“Two weeks later, the chair of the analytical section called and offered to put me on a committee and invited me to run for section secretary/treasurer,” says Rosanske. “I won the election, became secretary/treasurer, then vice chair, then chair. That led to my serving on the AAPS executive committee, which opened all kinds of doors for my career.”
Rosanske held many scientific and executive roles at pharmaceutical companies during his career, moving from Upjohn to Marion Laboratories (which became Marion Merrell Dow, followed by Hoechst Marion Roussel) to become a manager and then a department head, and then to Quintiles, Inc., where he was executive director and then vice president of analytical chemistry. Rosanske also held director roles at Eli Lilly and Company; Cardinal Health; PPD, Inc.; and Acceleration Laboratory Services, Inc., before becoming a managing director and executive consultant at Cardinal Health Regulatory Sciences. He retired in 2017 but still volunteers as an executive advisor for Excite Pharma Services.
Throughout his career, he made mentoring a priority, urging the importance of listening, leading, and developing strong collaborative relationships with colleagues, qualities he says he learned from Connors.
“I’ve never looked for credit or honors, especially something as esteemed as the Citation of Merit, but my satisfaction has always come from seeing people I worked with and mentored succeed and get recognized for their achievements, and thinking maybe I played a role in their success,” Rosanske says. “When I look back at some of the other people who have received this award, it’s mind-blowing that my name is now listed among them; it is especially rewarding that this award comes from a school with the reputation of the UW–Madison School of Pharmacy. I’m truly honored.”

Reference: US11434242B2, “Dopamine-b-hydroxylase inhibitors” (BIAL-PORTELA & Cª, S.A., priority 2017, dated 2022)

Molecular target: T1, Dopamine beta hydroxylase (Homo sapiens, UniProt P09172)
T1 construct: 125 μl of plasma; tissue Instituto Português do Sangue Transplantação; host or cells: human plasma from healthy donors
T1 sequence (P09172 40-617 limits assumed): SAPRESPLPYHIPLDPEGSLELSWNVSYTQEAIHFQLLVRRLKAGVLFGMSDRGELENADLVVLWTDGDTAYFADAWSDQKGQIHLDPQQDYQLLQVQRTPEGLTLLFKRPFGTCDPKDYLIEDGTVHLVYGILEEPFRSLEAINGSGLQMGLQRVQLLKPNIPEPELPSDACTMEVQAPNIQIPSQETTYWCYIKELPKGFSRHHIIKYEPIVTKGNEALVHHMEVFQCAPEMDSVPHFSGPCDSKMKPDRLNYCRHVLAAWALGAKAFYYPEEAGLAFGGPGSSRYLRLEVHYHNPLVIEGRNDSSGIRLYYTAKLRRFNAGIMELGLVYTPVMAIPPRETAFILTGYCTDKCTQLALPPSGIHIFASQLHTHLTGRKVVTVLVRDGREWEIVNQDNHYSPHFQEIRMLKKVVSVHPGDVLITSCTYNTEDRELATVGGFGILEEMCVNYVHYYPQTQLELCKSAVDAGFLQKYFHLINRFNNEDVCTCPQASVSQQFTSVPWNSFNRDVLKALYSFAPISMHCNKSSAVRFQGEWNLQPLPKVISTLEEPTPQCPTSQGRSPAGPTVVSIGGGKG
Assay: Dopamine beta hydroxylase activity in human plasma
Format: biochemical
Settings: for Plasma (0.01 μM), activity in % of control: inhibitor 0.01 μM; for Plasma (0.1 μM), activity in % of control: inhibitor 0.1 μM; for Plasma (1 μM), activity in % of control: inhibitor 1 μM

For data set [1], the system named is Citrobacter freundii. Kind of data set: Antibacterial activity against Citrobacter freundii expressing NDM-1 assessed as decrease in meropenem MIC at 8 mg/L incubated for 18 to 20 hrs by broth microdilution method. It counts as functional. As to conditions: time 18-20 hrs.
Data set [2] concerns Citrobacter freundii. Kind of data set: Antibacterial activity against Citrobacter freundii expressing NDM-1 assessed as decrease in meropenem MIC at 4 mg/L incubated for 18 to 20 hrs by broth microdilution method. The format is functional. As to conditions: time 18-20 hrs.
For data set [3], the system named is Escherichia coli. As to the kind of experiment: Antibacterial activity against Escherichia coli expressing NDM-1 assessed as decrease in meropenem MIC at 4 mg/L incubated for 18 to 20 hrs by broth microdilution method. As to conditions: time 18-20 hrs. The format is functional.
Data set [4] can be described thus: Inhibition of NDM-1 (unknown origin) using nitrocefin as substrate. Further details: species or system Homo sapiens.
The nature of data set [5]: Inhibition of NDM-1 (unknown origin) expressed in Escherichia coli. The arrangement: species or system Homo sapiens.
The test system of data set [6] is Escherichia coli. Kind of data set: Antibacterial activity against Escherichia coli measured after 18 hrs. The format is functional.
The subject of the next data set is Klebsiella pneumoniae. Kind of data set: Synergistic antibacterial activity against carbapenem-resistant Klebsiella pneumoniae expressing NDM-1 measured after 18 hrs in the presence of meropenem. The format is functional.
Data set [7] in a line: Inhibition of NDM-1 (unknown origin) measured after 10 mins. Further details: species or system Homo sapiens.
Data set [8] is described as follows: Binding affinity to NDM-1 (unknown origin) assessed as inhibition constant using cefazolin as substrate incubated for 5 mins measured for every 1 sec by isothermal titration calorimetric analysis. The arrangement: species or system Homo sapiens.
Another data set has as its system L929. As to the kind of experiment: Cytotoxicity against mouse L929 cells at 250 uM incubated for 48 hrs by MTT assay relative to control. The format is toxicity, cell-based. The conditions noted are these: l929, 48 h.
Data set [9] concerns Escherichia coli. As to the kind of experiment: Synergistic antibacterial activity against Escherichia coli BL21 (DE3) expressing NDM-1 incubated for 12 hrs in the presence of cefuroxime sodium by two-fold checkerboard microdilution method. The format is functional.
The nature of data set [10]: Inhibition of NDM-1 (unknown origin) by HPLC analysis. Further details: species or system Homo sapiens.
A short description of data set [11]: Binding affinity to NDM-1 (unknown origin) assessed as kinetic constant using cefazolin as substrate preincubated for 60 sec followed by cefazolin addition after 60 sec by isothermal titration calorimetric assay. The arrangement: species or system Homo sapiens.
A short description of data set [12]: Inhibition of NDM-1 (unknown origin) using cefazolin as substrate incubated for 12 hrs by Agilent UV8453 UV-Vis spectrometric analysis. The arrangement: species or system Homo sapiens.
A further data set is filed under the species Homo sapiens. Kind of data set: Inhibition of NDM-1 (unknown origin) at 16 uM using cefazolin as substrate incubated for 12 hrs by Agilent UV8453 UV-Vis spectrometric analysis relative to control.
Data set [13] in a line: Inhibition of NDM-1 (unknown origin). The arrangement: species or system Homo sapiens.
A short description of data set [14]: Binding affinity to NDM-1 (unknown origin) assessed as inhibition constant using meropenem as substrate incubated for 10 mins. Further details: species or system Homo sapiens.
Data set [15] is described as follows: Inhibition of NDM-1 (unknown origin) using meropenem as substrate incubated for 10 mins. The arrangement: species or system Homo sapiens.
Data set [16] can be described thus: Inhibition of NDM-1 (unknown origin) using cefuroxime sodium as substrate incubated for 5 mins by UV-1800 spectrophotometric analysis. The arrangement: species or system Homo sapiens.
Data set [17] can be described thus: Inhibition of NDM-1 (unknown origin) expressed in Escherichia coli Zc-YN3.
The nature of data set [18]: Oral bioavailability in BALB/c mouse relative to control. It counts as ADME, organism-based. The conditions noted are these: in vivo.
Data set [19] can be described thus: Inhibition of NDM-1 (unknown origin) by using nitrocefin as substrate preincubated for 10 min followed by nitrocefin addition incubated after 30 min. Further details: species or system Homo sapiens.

Arthur Schuna (BS ’73, MS ’75)
Ambulatory care and residency pioneer
Growing up in Clear Lake, Wisconsin, Arthur Schuna remembers going to Chet Johnson and Sons Pharmacy in Amery, Wisconsin.
“I was impressed with the pharmacists’ abilities and skills in helping people to get better, and it made me want to do the same,” says Schuna. “They took me down to Madison to attend a career day at the School of Pharmacy, and we toured the building and sat in on lectures.”
Schuna dreamed of following in the Johnson family’s footsteps and owning a community pharmacy. Then, as an undergraduate intern at Werts’ Pharmacy on Monroe Street in Madison (now Neuhauser Pharmacy), he began hearing about the early expansion of clinical pharmacy practice to outpatient settings and was excited about the opportunities.
For example, in 1972, the Indian Health Service (IHS) eliminated paper prescriptions and wrote drug orders in patients’ medical charts instead, so when patients filled prescriptions, the pharmacist could access their medical records. The next year, a journal article was published describing a new therapeutic monitoring program for patients at the Cass Lake, Minnesota, Indian Reservation clinic.
“They were pioneering ambulatory practice at the time,” Schuna says. Intrigued, he applied to become a pharmacist with the Indian Health Service in 1973.
But when Schuna didn’t pass his Coast Guard physical, which at the time was required to work for the IHS, he was forced to reconsider his options. At the encouragement of his faculty advisor David Angaran, the School of Pharmacy’s first clinical professor, Schuna applied to the UW Health combined residency and master’s degree program and was accepted.